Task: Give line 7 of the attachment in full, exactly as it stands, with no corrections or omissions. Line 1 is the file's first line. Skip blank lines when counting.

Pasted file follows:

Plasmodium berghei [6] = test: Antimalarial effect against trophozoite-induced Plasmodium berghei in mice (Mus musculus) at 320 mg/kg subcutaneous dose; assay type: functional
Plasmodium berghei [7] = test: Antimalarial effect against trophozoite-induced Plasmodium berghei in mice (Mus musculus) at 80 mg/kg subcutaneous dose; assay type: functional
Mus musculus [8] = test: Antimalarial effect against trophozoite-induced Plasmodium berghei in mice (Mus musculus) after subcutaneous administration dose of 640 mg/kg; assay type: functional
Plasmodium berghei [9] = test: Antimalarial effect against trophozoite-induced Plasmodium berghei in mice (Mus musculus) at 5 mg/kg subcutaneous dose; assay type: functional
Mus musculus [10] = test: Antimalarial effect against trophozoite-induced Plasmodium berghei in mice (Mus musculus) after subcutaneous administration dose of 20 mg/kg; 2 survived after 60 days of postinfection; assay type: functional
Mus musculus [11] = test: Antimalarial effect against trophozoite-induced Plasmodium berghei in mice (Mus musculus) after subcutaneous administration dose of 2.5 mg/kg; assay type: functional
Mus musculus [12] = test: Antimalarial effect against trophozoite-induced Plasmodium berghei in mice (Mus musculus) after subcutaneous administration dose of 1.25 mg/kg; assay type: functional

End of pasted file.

Mus musculus [12] = test: Antimalarial effect against trophozoite-induced Plasmodium berghei in mice (Mus musculus) after subcutaneous administration dose of 1.25 mg/kg; assay type: functional